The resulting maps aren’t reassuring. Out of all the factors, states are most consistent about updating their floodplain mapping—but the data they rely on, generated by the Federal Emergency Management Agency, tends to be outdated and incomplete. One study found FEMA underestimated the number of Americans at risk of serious flooding by about 28 million. “Particularly in rapidly developing and inland (vs. coastal) parts of the country, FEMA struggles to keep up with the compounding effects of climate and land use change,” reports the review.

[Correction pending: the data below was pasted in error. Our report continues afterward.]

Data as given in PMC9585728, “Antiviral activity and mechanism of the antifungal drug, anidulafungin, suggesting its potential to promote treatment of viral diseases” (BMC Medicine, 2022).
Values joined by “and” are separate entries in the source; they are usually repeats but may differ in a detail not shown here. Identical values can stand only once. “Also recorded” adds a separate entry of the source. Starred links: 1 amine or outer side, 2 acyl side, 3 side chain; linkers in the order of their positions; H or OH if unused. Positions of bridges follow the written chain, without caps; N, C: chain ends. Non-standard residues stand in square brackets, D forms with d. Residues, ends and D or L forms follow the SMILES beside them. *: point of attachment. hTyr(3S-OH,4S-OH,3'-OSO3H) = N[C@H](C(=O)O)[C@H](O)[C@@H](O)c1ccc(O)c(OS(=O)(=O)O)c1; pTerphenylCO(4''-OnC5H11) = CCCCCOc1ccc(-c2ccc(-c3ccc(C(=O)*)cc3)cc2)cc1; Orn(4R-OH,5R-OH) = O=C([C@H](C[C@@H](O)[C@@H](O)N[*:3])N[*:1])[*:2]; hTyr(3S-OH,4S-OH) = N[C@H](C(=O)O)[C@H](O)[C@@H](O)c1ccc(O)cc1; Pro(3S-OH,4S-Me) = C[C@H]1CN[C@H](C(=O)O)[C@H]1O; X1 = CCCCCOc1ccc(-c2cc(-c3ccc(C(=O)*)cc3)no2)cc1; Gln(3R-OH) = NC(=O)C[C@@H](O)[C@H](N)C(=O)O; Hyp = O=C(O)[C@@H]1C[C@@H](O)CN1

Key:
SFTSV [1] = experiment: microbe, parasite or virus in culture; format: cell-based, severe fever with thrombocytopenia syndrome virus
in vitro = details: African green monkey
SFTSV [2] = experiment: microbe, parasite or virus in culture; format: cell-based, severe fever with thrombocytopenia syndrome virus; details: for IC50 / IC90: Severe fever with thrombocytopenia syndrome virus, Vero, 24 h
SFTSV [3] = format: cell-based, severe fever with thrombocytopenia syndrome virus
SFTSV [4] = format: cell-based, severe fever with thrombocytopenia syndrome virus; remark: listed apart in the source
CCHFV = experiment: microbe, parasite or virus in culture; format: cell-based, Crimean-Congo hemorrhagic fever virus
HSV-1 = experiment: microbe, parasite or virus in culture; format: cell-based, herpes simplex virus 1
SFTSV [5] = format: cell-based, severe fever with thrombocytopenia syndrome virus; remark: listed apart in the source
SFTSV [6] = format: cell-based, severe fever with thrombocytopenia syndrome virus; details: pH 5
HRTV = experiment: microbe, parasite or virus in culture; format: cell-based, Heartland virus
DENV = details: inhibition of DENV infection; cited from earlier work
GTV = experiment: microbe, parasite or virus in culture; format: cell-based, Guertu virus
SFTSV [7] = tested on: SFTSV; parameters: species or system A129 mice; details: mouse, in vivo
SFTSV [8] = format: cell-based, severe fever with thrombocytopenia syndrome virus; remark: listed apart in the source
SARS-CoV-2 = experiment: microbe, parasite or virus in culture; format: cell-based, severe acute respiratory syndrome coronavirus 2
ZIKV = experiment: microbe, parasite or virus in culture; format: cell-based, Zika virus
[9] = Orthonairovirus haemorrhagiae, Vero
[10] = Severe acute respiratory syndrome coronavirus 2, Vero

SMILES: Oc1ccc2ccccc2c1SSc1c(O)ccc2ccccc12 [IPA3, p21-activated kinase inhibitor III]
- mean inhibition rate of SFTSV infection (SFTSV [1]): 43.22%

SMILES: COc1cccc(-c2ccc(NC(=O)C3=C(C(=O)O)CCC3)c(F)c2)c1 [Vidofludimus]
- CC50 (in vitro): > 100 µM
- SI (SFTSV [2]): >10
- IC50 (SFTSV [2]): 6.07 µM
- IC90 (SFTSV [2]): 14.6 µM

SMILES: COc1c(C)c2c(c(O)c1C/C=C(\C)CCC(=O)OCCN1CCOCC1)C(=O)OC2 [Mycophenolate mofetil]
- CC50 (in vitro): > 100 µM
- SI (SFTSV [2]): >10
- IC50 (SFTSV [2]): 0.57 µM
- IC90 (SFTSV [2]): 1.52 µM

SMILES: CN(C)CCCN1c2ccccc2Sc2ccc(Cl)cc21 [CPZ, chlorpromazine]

We’re also bad at preparing for dry spells. According to the review, 94 percent of state-level drought plans are reactive. Instead of ensuring there’s adequate water stored in aquifers to weather a drought, state planning documents tend to focus on what to do when a drought hits—limiting water use, for example.

Meanwhile, 70 percent of states have no plans for managing their water resources under climate change. This tends to be inland states, where climate change threatens to ramp up water scarcity. But the coastal southeast might actually be the region of most concern.The study reports that climate change will bring the most severe water-related impacts there—in the form of powerful hurricanes, floods, and sea level rise—but most of those states lack any climate change guidance. The only exception is Florida, probably because the state faces the greatest impacts from sea level rise.